Kent police appear to have arrested a man in connection with comments made on alternative news service Indymedia – despite neither making the comments nor administering them.
The Register reports he was arrested
“under sections 44-46 of the Serious Crime Act 2007, which came into force on October 1 last year. The relevant sections criminalise “intentionally encouraging or assisting an offence”, “encouraging or assisting an offence believing it will be committed” and “encouraging or assisting offences believing one or more will be committed”.
“A spokeswoman for Kent Police confirmed the man was arrested on “suspicion of incitement” under the Serious Crime Act.”
The comments included the personal details of a judge – but were deleted by Indymedia administrators “soon after” they were published.
Indymedia’s report on the arrest points out: “Section 44-46 of the Serious Crime Act [was passed] to combat serious international crime like drug trafficking, prostitution, money laundering and armed robbery.”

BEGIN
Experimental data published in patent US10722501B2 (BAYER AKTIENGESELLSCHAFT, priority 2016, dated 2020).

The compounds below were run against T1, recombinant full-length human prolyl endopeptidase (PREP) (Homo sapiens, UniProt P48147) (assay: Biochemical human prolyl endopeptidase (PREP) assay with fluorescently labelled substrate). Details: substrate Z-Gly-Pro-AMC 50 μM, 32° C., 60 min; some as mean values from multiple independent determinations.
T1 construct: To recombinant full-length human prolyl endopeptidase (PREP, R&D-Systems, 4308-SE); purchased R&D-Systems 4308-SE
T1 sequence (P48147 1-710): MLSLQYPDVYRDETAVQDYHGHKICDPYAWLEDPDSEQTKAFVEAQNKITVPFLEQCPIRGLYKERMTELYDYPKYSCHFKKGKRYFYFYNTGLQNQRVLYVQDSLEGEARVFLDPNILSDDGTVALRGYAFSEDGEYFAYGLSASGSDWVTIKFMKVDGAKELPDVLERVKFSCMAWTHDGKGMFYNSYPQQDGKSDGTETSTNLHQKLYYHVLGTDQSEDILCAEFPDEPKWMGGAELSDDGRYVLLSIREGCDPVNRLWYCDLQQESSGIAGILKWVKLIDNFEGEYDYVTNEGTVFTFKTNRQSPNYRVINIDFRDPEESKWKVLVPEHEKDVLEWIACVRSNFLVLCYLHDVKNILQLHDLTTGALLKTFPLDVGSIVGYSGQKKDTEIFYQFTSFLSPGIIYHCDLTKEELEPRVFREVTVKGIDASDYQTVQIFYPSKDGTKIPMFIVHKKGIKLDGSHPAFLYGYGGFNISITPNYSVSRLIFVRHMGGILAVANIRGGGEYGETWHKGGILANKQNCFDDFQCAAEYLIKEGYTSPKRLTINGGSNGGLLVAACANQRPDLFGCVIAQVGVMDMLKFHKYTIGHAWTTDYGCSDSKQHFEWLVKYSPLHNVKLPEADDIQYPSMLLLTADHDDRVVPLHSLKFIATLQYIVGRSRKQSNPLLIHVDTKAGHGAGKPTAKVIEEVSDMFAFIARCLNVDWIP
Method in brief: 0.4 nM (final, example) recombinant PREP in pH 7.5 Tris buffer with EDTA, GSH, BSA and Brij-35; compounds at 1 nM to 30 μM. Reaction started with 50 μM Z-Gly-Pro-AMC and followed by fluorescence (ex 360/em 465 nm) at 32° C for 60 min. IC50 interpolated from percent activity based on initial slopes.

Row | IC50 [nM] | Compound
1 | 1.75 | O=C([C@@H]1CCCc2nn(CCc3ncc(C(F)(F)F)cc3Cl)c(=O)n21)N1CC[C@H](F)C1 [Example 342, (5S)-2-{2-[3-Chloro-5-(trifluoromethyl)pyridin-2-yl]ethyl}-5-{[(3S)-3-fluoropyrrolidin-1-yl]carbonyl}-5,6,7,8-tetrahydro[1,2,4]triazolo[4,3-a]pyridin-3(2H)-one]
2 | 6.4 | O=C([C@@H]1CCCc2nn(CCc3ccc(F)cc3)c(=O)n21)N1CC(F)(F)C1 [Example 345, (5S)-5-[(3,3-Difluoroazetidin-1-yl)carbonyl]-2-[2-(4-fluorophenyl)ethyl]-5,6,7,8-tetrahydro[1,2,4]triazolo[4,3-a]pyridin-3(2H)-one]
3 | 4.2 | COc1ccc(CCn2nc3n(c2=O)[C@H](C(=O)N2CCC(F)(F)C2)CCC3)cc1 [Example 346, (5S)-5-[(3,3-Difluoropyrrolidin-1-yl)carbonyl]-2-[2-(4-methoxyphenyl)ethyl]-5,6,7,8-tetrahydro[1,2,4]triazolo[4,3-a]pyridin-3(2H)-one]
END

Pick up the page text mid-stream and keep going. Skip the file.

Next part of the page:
The Register understands that
“the man arrested was not responsible for either of the comments and is not an Indymedia activist or administrator. Rather the server was hosted by UK Grid under a contract in his name, along with several others on behalf of unrelated clients.”
After being questioned for 8 hours, he has since been released on bail.
“Indymedia has a long-standing policy of not retaining IP address logs to preserve anonymity, and the hard drive of the server taken from UK Grid was encrypted, as were the drives taken from the man’s home. It’s understood police did not use Regulation of Investigatory Powers Act (RIPA) powers to demand he turn over any encryption keys.
“Refusing to provide encryption keys is an offence under section 49 of RIPA and carries a prison sentence of up to five years.”
This is the sort of case the NUJ should be taking up as it attempts to reshape itself for the 21st century – but will they?
Thanks to Ulla for the tip off